Publish and sell informational booklets on any subject--increase your revenues with this new profit center.
Way back in 1991, when my organizing business was already 8 years old, I spotted an offer for a free copy of a booklet called "117 Ideas For Better Business Presentations" . Well, because I do business presentations, and because the price was right, I sent for it. My first reaction was, 'geez, I could knock someting like this out about organizing tips.' Then I threw it in a drawer.
Six months later I was sitting in my office, bored, baffled and beaten down by the difficulty of selling my consulting services and workshops. I had no money. I mean no money!
I remembered that little booklet. I had no idea how I was going to do it, but something hit me, and I knew I had to produce a booklet on organizing tips.
I started dumping all those ideas I ever had about getting organized onto a file on my computer. These were all pearls that came out of my mouth when I was with clients or when I did a speaking engagement or a seminar. I could do one booklet on business organizing tips and another on household organizing tips. Two 16-page tips booklets, each fitting into a #10 envelope. The first one was "110 Ideas for Organizing Your Business Life" and the second one "111 Ideas for Organizing Your Household".
My first run was 250 copies. That was the most expensive per-unit run I made, but I had to get samples to distribute to start making money. It took a few months to pay the printer only $300.
The only way I could think of selling the booklets was by sending a copy to magazines and newspapers, asking them to use excerpts and put an invitation at the bottom for readers to send $3 plus a self-addressed stamped envelope. I had no money to advertise.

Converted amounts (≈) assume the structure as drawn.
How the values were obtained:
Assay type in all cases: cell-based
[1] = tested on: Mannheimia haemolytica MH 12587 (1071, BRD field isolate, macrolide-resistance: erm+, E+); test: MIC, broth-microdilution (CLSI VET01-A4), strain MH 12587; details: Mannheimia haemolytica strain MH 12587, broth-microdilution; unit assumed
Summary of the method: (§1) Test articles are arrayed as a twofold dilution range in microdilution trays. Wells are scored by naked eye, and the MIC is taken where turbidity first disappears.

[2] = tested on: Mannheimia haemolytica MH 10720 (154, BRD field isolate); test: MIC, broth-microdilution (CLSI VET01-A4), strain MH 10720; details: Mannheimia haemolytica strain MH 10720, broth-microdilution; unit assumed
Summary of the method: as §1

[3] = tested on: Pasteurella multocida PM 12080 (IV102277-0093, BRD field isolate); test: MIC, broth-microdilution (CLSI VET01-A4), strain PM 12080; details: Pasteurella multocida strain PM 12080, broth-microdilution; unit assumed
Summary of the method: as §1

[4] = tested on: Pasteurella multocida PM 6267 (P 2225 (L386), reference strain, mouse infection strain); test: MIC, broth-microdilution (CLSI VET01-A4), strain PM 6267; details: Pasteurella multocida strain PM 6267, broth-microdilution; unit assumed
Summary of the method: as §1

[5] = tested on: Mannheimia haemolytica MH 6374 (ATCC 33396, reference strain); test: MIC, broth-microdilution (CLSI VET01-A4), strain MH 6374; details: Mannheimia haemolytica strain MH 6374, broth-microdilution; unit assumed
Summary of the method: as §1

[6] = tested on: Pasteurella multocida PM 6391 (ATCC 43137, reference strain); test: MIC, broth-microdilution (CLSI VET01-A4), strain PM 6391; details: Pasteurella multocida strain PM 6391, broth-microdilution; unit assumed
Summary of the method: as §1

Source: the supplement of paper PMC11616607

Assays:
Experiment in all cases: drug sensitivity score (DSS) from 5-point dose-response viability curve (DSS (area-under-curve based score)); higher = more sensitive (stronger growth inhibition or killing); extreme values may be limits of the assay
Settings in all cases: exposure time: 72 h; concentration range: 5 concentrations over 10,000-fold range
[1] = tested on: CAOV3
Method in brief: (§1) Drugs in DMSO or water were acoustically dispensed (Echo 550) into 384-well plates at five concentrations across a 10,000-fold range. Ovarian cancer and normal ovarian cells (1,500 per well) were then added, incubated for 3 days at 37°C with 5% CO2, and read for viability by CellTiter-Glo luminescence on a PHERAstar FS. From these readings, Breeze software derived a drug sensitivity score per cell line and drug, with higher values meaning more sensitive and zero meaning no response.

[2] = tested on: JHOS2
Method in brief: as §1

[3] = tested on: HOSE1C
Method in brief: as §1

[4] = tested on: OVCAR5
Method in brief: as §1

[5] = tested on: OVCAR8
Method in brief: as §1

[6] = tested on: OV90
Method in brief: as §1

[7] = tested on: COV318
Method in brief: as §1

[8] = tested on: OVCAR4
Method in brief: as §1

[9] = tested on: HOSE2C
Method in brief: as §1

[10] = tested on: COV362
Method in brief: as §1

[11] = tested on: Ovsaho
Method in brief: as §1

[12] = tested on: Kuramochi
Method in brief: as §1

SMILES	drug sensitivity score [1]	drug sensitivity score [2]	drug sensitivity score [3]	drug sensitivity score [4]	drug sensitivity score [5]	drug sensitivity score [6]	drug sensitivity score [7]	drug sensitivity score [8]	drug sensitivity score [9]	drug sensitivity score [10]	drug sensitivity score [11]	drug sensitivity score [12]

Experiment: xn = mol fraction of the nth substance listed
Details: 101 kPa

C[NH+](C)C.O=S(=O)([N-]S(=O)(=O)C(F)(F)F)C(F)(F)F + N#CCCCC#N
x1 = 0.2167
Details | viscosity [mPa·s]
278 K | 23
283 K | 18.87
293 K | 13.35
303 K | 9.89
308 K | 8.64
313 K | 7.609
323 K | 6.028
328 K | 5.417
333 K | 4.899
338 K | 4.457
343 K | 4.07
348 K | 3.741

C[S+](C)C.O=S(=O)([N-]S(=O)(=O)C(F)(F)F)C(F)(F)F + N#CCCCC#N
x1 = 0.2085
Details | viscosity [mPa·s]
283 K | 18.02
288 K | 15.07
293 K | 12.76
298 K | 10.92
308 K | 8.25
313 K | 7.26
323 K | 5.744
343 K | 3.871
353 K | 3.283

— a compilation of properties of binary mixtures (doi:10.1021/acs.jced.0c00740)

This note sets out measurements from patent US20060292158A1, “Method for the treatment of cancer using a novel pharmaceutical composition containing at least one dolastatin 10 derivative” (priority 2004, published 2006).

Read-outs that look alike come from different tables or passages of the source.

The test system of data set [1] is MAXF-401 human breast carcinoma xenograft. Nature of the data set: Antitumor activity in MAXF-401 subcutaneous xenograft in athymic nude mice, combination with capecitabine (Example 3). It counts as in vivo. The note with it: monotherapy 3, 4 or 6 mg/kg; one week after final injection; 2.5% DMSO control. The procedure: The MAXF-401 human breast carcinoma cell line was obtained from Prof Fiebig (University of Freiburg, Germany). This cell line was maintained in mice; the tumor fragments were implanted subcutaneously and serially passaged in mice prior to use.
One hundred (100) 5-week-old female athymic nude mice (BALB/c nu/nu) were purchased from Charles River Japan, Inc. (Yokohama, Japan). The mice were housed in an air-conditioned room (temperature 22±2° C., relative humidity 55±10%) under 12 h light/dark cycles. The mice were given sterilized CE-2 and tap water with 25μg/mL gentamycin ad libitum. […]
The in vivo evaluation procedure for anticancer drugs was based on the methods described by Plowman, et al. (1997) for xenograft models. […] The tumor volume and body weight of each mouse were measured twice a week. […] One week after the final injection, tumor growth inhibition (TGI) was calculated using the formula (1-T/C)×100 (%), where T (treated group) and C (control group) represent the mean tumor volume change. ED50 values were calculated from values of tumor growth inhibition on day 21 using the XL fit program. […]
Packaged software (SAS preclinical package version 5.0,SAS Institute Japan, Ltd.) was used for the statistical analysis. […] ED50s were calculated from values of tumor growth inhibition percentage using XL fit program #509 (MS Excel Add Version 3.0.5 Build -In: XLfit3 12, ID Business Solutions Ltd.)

Then the orders started dribbling in, envelopes with $3 checks in them or 3 one-dollar bills. This was great stuff. I remember the day the first one arrived. It was like manna from heaven: $3! Of course, the fact that it took about 6 months from first starting to write the booklet until the first $3 arrived somehow didn't matter at that moment.
I cast seeds all over the place, hoping that some would sprout. I found directories of publications at the library and started building my list.
Finally, February of 1992 'the big one hit. A 12-page biweekly newsletter with 1.6 million readers ran nine lines of copy ABOUT my booklet. They didn't even use excerpts!! That sold 5000 copies of my booklet. I distinctly remember the day I went to my P.O. box and found a little yellow slip in my box. It said, 'see clerk'.
There was a TUB of envelopes that had arrived that day, about 250 envelopes as I recall, all with $3 in them.
In April, that same biweekly newsletter ran a similar nine lines about my household booklet, starting all over again. This time I sold 3000 copies.
Round about June, I stopped and assessed what had happened. Was I making any money? By then, I had sold about 15,000 copies of the business and the household organizing tips booklets one copy at a time for $3. When I checked my financial records, I realized I had tediously generated not a ton of money.
And some of the lessons I had learned along the way were expensive ones. I didn't realize my bank was charging me $.12 for each item deposited until I got my first bank statement with a service charge of $191.
Some very wonderful things happened while selling those 15,000 copies though. * A public seminar company ordered a review copy to consider building another product from my booklet. They did, and I recorded an audio program based on the booklet. I can sell that tape to my clients as well and it led to a 20-minute interview on a major airline's inflight audio programming during November and December one year. * I was sorting through the envelopes, ...$3, $3, ,$1000, $3, ..... wait a minute. Well, a manufacturer's rep decided to send my booklets to his customers that year instead of an imprinted calendar. * A company asked me to write a booklet that was more specific to their product line. * I got speaking engagements from people who bought the booklet. * I found out that the list of people who bought my booklet was a saleable product.
Things were starting to pick up. So, back to June and taking stock of where I was. You know those advertising card decks in the mail? Well, that day in June I was so bored, I opened one. Glancing through it, I said, 'jeez, here's a company that oughta see my booklet. And here's another one, and another one.' I sent booklets to each.